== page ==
I have been continuing to play with Cloudflare tunnels and teams and wanted to put cockpit on a tunnel. I found out it is not as straightforward as one would think. I found a small web of things to do and an undocumented disability/bug in Cloudflare tunnels. It is not as simple as throwing it into the configuration and expecting it to work. No, you have to configure cockpit, tweak the tunnel and have a URL of a certain (loose) format. I am not certain I needed to get a LetsEncrypt cert for it so I am skipping that in this write-up. If anyone does find that it is needed, drop me a message and I will add it at a later date. For quick and dirty setup read after the break.
So I got tired of looking at the theme that I had on this site, one of the wordpress out of the box from a few years ago. Out of curiosity I started browsing themes and I came across this one. It is called “Blogstream” by Alexander Agnarson. I spent a little time tweaking the settings from the GUI but knew in a short time I would need to dig into the code for it to add some code for what I call “Reference URLs”. These are pages that I consulted about what I may have written. I just want to make sure they get the credit for part of my writing so I made it a custom field.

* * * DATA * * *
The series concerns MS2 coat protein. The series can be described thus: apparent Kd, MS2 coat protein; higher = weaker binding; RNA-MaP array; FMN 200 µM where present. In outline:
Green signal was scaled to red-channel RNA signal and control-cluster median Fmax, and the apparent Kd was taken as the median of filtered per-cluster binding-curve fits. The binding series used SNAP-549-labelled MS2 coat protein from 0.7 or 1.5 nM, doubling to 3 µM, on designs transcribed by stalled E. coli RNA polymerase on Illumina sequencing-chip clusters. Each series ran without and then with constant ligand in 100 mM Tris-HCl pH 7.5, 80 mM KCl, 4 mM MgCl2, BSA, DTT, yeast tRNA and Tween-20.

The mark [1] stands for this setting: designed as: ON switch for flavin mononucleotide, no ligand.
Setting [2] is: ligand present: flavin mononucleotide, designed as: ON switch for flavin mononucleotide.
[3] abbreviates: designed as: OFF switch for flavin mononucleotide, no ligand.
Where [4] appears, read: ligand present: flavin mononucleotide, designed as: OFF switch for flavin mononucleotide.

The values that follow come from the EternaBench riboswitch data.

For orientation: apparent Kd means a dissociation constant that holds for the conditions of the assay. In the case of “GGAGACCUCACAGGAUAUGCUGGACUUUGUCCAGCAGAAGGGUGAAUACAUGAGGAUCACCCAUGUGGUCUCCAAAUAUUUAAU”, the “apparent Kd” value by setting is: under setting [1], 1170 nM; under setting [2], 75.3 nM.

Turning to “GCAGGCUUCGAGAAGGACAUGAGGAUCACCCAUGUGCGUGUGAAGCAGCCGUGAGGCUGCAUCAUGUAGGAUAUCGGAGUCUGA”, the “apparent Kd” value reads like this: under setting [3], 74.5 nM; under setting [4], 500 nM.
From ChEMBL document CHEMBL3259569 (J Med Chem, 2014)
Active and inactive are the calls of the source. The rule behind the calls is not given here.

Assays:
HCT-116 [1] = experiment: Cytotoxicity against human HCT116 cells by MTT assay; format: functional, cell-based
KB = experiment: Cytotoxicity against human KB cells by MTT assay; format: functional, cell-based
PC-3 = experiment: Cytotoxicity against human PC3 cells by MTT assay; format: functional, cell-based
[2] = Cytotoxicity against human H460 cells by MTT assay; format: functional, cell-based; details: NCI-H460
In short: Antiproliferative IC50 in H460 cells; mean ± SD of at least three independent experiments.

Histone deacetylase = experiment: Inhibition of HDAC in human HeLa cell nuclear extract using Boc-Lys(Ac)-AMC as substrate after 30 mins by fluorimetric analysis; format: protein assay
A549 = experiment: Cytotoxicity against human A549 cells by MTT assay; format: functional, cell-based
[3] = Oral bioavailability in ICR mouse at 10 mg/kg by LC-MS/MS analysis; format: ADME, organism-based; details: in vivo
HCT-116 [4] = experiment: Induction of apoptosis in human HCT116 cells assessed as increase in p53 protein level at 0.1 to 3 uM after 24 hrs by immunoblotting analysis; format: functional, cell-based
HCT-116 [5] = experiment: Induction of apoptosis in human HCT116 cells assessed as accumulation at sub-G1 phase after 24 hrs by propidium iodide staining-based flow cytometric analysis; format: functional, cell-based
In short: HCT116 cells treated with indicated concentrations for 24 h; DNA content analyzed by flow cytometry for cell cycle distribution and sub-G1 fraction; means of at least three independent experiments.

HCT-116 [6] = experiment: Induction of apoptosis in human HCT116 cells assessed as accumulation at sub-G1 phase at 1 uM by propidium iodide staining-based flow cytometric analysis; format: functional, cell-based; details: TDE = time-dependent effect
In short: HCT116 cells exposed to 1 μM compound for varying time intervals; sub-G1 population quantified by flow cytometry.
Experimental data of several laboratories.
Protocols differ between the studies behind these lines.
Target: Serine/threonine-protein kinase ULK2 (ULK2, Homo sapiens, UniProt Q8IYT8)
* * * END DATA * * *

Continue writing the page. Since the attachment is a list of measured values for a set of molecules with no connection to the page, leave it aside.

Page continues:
I liked how the tags look so I was hoping I could steal its CSS rather clumsily and have each URL be a little bubble. I also only wanted it to show on a full page of a post only. With those restrictions in mind after the break is the code to make it happen.
Just a little while ago I checked my kuma status page and noted that several checks were failing. In troubleshooting, I found that at least the ping command had a problem.
ping www.google.com ping: socket: Operation not permitted
Needless to say, this became rather annoying and off to google I went. I quickly found these two pages that described the problem and a fix for it. While I don’t understand yet how the problem started on my system, I am glad I found a fix.
Some time ago Cloudflare opened up tunneling traffic from origin servers to theirs negating the need for nat punches or breaking out the credit card. This is great for say home use or someone behind a cg-nat that wants to self-host. Not so good for solving gaming issues. I found that you can run their software fairly easily on most systems but I have had one nagging thing that I wanted to try. I finally sat down and figured some of it out. I wanted to run the docker container of cloudflared. My problem has been that there has been kinda poor documentation on the how to get it going. Not saying it does not exist, it’s just not obvious on the steps. Today I will demystify some of this below: